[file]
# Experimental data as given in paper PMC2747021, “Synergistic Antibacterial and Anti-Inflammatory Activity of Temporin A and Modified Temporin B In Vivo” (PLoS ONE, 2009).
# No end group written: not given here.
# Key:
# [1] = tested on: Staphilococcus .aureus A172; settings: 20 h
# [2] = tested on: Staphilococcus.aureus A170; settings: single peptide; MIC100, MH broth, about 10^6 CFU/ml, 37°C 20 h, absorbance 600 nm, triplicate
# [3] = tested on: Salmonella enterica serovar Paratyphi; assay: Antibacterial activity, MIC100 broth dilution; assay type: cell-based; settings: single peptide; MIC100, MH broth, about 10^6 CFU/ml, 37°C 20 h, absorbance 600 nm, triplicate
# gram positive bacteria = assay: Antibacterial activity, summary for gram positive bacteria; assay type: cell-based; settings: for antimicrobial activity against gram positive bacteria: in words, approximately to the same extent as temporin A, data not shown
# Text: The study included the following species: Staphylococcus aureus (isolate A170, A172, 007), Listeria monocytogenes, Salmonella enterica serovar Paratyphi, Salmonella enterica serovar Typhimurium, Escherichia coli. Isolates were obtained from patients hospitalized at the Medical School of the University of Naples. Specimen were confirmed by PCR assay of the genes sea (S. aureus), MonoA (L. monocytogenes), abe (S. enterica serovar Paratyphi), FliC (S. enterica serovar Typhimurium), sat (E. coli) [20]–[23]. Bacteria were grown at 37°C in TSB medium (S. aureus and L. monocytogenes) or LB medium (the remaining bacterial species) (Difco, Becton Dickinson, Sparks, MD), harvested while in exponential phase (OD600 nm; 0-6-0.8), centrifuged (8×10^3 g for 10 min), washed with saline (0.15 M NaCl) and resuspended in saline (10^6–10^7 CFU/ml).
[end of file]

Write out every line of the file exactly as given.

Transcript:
# Experimental data as given in paper PMC2747021, “Synergistic Antibacterial and Anti-Inflammatory Activity of Temporin A and Modified Temporin B In Vivo” (PLoS ONE, 2009).
# No end group written: not given here.
# Key:
# [1] = tested on: Staphilococcus .aureus A172; settings: 20 h
# [2] = tested on: Staphilococcus.aureus A170; settings: single peptide; MIC100, MH broth, about 10^6 CFU/ml, 37°C 20 h, absorbance 600 nm, triplicate
# [3] = tested on: Salmonella enterica serovar Paratyphi; assay: Antibacterial activity, MIC100 broth dilution; assay type: cell-based; settings: single peptide; MIC100, MH broth, about 10^6 CFU/ml, 37°C 20 h, absorbance 600 nm, triplicate
# gram positive bacteria = assay: Antibacterial activity, summary for gram positive bacteria; assay type: cell-based; settings: for antimicrobial activity against gram positive bacteria: in words, approximately to the same extent as temporin A, data not shown
# Text: The study included the following species: Staphylococcus aureus (isolate A170, A172, 007), Listeria monocytogenes, Salmonella enterica serovar Paratyphi, Salmonella enterica serovar Typhimurium, Escherichia coli. Isolates were obtained from patients hospitalized at the Medical School of the University of Naples. Specimen were confirmed by PCR assay of the genes sea (S. aureus), MonoA (L. monocytogenes), abe (S. enterica serovar Paratyphi), FliC (S. enterica serovar Typhimurium), sat (E. coli) [20]–[23]. Bacteria were grown at 37°C in TSB medium (S. aureus and L. monocytogenes) or LB medium (the remaining bacterial species) (Difco, Becton Dickinson, Sparks, MD), harvested while in exponential phase (OD600 nm; 0-6-0.8), centrifuged (8×10^3 g for 10 min), washed with saline (0.15 M NaCl) and resuspended in saline (10^6–10^7 CFU/ml).